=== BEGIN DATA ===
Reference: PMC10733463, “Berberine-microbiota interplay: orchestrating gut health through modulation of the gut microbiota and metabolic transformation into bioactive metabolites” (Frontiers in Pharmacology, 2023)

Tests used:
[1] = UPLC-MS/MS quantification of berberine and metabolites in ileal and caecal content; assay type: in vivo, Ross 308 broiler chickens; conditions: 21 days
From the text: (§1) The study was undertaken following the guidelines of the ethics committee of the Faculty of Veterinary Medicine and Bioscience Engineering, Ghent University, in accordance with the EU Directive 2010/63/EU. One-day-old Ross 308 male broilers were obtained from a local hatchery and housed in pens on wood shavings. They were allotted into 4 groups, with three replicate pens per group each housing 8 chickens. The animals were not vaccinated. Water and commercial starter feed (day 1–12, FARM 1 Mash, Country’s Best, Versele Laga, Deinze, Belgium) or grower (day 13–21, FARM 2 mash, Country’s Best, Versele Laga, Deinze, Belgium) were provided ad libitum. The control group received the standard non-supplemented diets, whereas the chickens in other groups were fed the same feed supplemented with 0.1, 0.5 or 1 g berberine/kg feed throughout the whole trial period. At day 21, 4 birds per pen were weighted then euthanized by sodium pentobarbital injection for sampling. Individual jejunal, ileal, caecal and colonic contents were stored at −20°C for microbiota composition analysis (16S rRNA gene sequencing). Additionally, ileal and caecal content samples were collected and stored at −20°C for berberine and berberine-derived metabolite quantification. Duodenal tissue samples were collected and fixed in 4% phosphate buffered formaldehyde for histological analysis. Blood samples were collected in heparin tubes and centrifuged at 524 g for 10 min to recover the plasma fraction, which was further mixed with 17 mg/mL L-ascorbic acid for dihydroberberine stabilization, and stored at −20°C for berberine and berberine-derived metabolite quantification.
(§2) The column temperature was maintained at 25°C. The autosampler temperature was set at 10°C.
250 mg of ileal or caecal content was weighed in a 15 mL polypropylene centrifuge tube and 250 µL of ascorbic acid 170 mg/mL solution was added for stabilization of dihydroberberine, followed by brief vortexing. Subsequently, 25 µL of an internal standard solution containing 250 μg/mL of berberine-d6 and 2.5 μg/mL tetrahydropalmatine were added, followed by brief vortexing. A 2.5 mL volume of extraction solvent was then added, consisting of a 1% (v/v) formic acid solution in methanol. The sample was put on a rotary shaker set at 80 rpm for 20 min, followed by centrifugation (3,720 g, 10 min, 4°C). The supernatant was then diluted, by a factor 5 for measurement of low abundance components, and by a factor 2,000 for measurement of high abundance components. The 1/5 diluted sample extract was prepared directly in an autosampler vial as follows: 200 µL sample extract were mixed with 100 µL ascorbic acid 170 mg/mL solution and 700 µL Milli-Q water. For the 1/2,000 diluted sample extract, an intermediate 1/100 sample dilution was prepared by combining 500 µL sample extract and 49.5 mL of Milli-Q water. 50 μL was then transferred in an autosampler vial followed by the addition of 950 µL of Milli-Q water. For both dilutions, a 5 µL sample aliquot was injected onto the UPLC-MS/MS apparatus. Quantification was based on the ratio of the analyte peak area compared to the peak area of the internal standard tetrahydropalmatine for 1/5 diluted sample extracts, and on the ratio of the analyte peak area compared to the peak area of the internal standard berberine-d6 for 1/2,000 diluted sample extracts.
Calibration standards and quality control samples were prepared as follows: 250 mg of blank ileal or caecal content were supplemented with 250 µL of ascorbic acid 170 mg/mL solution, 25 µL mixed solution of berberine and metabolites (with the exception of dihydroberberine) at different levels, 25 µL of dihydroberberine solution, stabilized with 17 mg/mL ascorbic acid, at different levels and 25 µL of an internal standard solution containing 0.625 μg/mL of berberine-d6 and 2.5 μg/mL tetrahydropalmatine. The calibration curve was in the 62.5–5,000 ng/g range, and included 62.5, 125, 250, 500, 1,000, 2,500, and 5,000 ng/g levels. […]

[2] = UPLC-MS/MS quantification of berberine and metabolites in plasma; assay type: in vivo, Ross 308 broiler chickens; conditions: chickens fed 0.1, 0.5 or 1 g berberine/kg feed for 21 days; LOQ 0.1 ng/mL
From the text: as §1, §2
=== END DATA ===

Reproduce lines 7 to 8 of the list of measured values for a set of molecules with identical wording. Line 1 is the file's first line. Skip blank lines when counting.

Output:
Calibration standards and quality control samples were prepared as follows: 250 mg of blank ileal or caecal content were supplemented with 250 µL of ascorbic acid 170 mg/mL solution, 25 µL mixed solution of berberine and metabolites (with the exception of dihydroberberine) at different levels, 25 µL of dihydroberberine solution, stabilized with 17 mg/mL ascorbic acid, at different levels and 25 µL of an internal standard solution containing 0.625 μg/mL of berberine-d6 and 2.5 μg/mL tetrahydropalmatine. The calibration curve was in the 62.5–5,000 ng/g range, and included 62.5, 125, 250, 500, 1,000, 2,500, and 5,000 ng/g levels. […]

[2] = UPLC-MS/MS quantification of berberine and metabolites in plasma; assay type: in vivo, Ross 308 broiler chickens; conditions: chickens fed 0.1, 0.5 or 1 g berberine/kg feed for 21 days; LOQ 0.1 ng/mL